Abby Ohlheiser of the Atlantic Wire reports:
A police officer who was there the night Dzhokar Tsarnaev was captured has decided to counter the "normalcy" of Rolling Stone's contorversial cover by releasing photos showing the bomber how many would apparently prefer to see him: bloody, covered in dirt, with the red circle of a laser target trained on his forehead. "This guy is evil," Sean Murphy, a tactical officer for the Massachusetts State Police told Boston magazine. "This is the real Boston bomber. Not someone fluffed and buffed for the cover of Rolling Stone magazine."More, from a Boston magazine blog post
Sgt. Sean Murphy, a tactical photographer with the Massachusetts State Police who has photographed the funerals of many officers killed in the line of duty, is furious with the magazine. Murphy, who also acts a liaison to the families of fallen officers, is so angered by the cover -- which he says is both dangerous and insulting to the victims of the bombings -- that he feels the need to counter the message that it conveys.So what do we get from Murphy? A couple of photos of Tsarnaev, one of which is this (click to enlarge):
... Murphy wants the world to know that the Tsarnaev in the photos he took that night -- defeated and barely alive, with the red dots of sniper rifles lighting up his forehead -- is the real face of terrorism, not the handsome, confident young man shown on the magazine cover.
With all due respect to Sergeant Murphy, who's seen a lot of pain and suffering, I've got to say that this photo is more glamorous than the Rolling Stone cover photo.
You have a #FreeJahar cult that thinks Tsarnaev is a railroaded victim -- and you want to show him slumped and bloodied, brought to heel by the very people the cultists blame? The cult eroticizes Tsarnaev, and you want to show him with his shirt suggestively lifted, posed almost like a Renaissance St. Sebastian, or Jesus in a Pieta? You think that glamorizes him less?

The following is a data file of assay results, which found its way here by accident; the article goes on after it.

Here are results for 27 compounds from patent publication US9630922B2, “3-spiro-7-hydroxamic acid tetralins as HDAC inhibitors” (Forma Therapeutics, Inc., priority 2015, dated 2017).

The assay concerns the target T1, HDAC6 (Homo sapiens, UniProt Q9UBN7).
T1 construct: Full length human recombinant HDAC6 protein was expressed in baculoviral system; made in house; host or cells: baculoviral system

I understand the pain of people who were upset at the Rolling Stone cover, but this isn't the remedy. Rolling Stone tried to make a point about the banality of evil and the fact that overt monstrousness is not a necessary precursor to a monstrous act, and that was lost on a lot of people. But the reality of the situation can't be willed away. A lot of people found Dzhokhar Tsarnaev appealing, engaging, and attractive. For people who aren't thinking clearly, that trumps the unspeakable crime he committed. And for other people, it mustn't be acknowledged, because acknowledging it is deemed to be a way of minimizing the horror of the crime.
It isn't. Those of us who defended the cover know what he did. It's so awful that the rest of his life doesn't mitigate it. But trying to figure out how the two parts of his life fit together is a mystery we think is worth examining. It's good to be forearmed with the knowledge that a monster can be someone a lot of people think has bedroom eyes.
UPDATE: I'm informed in comments that Officer Murphy has been relieved of duty.